The provision is contained in Section 53 (7), which states:
An Area Board, in fixing tariffs and making agreements under this section, shall not show undue preference to any person or class of persons and shall not exercise any undue discrimination against any person or class of persons.
All that the boards can do in that respect is to grant special terms in individual agreements where special circumstances exist. It is not a power which is frequently exercised, because it seldom happens that the circumstances do exist.
We had one. example in an electricity case recently which was debated in the House on another Adjournment, but in this particular instance regarding gas, it would only exist in the event of the size and continuity of the load being of such a character that it was of real advantage to the board to be able to have a base load of that sort which was so steady, continuous and certain that it was a substantial contribution to the board's overhead expenses. Such cases do exist, but they are special circumstances and they are very few in number indeed.
What I want to make clear to the House is the problem which faced the boards when they took over on vesting day and had to absorb into their areas the number of undertakings which were there contained. In the case of the northwestern area, there were no fewer than 97 different undertakings, and those undertakings had no fewer than 130 different tariffs. It is not only the responsibility of the board under the Act to set about the standardisation of these tariffs, but, from the ordinary commercial standpoint, it would obviously be exceedingly difficult to run efficiently one undertaking which was seeking to operate such an immense number of tariffs in its own area.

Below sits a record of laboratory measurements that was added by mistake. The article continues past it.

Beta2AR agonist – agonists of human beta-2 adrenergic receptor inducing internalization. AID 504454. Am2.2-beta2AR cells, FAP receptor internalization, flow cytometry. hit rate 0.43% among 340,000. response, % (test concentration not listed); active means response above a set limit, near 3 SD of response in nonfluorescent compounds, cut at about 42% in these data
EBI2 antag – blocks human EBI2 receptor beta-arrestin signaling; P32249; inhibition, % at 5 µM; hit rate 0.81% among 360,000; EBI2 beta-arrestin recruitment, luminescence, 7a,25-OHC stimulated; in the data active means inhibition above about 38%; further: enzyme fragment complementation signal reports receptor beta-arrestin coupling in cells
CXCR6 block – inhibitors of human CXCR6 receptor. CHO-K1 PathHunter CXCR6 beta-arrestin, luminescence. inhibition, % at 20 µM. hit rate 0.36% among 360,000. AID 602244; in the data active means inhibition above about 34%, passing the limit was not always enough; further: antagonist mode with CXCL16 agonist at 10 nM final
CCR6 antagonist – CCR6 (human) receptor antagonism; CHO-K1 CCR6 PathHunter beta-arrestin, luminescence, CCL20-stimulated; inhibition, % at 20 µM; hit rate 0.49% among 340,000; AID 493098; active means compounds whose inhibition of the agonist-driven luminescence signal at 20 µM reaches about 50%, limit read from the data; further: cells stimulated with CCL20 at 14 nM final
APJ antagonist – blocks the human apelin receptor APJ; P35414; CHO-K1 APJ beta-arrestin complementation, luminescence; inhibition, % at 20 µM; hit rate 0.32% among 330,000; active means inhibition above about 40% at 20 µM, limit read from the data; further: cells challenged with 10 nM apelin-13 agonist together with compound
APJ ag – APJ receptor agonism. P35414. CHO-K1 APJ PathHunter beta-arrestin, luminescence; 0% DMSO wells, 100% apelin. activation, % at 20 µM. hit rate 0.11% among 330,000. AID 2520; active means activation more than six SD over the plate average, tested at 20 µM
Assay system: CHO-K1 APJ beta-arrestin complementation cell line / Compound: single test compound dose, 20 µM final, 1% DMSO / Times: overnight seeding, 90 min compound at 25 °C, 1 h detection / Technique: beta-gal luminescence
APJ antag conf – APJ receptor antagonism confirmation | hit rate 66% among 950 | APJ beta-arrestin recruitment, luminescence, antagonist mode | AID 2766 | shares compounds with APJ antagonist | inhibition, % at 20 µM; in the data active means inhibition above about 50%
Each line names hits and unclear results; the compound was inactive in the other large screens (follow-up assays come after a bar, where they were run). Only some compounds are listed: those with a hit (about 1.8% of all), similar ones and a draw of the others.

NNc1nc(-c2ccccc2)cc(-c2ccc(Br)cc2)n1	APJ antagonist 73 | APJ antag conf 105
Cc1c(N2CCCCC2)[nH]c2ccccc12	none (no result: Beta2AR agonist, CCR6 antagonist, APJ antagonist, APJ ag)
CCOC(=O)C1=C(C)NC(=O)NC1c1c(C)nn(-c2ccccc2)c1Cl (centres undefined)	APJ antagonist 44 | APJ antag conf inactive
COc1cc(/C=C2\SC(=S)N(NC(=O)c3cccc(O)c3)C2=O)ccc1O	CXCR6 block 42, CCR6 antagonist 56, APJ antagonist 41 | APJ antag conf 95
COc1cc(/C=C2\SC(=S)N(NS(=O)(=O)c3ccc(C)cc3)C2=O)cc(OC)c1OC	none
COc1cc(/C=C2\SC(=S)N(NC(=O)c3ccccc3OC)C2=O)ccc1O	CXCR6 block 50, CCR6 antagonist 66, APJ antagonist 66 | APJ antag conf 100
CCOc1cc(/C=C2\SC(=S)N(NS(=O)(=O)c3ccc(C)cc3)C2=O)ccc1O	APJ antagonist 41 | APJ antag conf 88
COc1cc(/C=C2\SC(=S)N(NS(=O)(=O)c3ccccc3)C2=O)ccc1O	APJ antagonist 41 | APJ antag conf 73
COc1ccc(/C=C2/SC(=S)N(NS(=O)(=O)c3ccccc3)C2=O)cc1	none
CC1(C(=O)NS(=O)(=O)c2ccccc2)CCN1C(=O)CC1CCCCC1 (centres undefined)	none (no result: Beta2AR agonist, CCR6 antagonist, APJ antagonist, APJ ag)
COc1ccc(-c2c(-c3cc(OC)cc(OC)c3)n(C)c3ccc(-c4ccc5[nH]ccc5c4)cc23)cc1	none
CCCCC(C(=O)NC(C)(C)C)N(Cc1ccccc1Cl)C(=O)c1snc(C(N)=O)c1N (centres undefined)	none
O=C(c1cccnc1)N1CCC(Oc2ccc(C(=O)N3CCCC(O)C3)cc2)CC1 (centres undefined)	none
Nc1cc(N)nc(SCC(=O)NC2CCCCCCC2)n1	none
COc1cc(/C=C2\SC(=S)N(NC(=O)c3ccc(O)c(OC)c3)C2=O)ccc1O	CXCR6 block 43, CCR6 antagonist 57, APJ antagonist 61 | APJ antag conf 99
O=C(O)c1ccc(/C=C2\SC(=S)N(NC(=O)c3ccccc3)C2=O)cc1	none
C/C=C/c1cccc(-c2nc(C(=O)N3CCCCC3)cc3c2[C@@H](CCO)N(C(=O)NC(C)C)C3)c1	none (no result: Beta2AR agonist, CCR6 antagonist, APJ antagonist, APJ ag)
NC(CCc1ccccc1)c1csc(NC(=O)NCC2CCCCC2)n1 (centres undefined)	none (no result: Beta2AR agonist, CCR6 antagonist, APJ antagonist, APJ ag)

Now that the hon. Member for Lich-field and Tamworth has resumed his seat, I would like to congratulate him on his perspicacity in pointing out that not all the undertakings were good undertakings, because one of the complications facing the North-Western Board when they took over was that, out of the 97 undertakings which had been absorbed, there were no fewer than 35 which had for a number of years been operating at a loss. Obviously, that threw an immediate and exceedingly difficult burden upon the board. They had had no opportunity of seeking to counteract the effect of the loss by making economies or by taking any of the other steps that have since been taken, and there was no alternative but to increase the price of gas to cover that loss, because it is contrary to the right procedure for a board to trade deliberately at a loss.